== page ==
Independently of area and several definitions, the meaning of “Experimental Model”, which expresses its functional and descriptive form, remains being the 1973 Stachowiak’s, which is the heuristic model, that is, which defines as any example that uses the analytical method for research and hypothesis inquiry.



1. Mueller Science. The concept of model: Definitions and types. Available from: URL: Accessed on June 15, 2003.

2. The Oxford Dictionary and Thesaurus. 3rd ed. New York Oxford University Press 1996. Model; p. 960.

3. Brezinka W. Modelle in den Erziehungstheorien. Zeitschrift fur Padagogik 1984; 30:834-58.

4. Deutsch KW. Some notes on research on the role of models in the natural and social sciences. In: Deutsch KW. Synthese. Dordrecht, Holland: D. Reidel Publishing Company. 1948-1949, p 506-33.

5. Deutsch KW. Mecanism, organism and society. Some models in natural and social sicente. Philosophy of Science 1951(reprint 1967); 18:230-52.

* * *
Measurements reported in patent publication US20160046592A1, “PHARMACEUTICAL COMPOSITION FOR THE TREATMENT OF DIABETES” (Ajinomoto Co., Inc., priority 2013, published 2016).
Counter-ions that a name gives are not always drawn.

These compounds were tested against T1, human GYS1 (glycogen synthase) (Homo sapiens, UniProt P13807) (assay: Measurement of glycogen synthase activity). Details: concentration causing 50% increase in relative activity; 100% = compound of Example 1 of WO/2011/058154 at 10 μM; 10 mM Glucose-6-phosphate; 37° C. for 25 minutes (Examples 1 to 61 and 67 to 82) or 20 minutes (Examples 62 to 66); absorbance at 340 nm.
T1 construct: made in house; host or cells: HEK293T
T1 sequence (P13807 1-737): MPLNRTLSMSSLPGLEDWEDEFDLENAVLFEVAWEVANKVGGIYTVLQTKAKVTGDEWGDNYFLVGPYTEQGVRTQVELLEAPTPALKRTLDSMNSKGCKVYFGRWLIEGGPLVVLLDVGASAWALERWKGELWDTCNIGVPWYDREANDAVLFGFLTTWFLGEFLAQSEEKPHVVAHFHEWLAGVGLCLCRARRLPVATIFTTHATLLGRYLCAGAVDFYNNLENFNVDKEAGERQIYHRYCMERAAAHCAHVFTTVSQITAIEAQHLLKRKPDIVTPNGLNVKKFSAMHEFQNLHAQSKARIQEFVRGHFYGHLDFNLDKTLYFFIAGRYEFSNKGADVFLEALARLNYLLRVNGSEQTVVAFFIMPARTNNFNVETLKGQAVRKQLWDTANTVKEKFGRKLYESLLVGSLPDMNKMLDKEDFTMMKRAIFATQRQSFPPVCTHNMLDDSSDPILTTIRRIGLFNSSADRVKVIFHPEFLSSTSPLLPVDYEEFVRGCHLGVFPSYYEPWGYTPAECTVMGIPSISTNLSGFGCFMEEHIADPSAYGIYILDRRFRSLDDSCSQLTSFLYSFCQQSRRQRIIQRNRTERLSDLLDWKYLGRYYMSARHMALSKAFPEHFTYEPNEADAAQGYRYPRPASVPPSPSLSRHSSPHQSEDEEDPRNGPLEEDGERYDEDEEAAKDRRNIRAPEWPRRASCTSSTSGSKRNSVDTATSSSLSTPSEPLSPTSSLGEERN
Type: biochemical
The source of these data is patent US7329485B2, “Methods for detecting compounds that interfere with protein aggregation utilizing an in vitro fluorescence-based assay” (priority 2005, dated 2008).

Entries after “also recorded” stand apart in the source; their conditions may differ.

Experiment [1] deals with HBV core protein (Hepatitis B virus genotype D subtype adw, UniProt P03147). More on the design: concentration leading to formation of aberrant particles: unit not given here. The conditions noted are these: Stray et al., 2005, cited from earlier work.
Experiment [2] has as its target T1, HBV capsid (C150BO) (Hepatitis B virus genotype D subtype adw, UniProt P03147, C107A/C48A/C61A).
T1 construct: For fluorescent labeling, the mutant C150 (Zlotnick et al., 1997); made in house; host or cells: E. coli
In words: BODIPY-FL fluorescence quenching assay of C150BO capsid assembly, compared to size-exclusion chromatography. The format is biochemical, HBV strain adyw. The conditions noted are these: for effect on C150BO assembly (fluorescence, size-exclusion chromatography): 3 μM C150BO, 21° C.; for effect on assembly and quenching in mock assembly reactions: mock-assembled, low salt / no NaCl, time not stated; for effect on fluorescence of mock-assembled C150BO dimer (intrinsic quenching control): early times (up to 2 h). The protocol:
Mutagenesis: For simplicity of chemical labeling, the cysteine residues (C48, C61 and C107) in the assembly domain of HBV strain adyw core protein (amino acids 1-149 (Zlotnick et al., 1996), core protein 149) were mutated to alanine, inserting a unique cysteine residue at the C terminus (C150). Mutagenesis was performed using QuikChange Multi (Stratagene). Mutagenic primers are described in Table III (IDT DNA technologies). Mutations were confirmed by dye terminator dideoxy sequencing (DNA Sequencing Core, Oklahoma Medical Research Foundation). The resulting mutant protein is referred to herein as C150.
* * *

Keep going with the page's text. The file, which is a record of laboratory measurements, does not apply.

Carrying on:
6. Deutsch KW. Análise de Modelos de Comunicação e do Controle Político. In: Deutsch KW. Os Nervos do Governo. Rio de Janeiro. Edições Bloch 1969; p 27-48.

7.Dicionário Houaiss da língua portuguesa. 1ªed. Rio de Janeiro: Ed.Objetiva Ltda; 2001. Modelo; p. 1941.

8. Michaelis Moderno Dicionário da Língua Portuguesa. Cia. Melhoramentos de São Paulo. 2000. Modelo; p. 410.

9. Ferreira BH. Novo Dicionário da Língua Portuguesa. 11ª edição. Rio de Janeiro: Editora Nova Fronteira; 1975. Modelo; p.934.

10. Dicionário Houaiss da língua portuguesa. 1ªed. Rio de Janeiro: Ed.Objetiva Ltda; 2001. Experimental; p. 1287

11. Ferreira BH. Novo Dicionário da Língua Portuguesa.11ª edição. Rio de Janeiro: Editora Nova Fronteira; 1975. Experimental; p. 599.



Lydia Masako Ferreira MD, PhD
UNIFESP-EPM, Plastic Surgery Division, Surgery Division
Rua Napoleão de Barros, 715, 4º andar
04024-900São Paulo – SP
Tel: (11)557604118 FAX: (11) 55716579



1 This research was developed at UNIFESP-EPM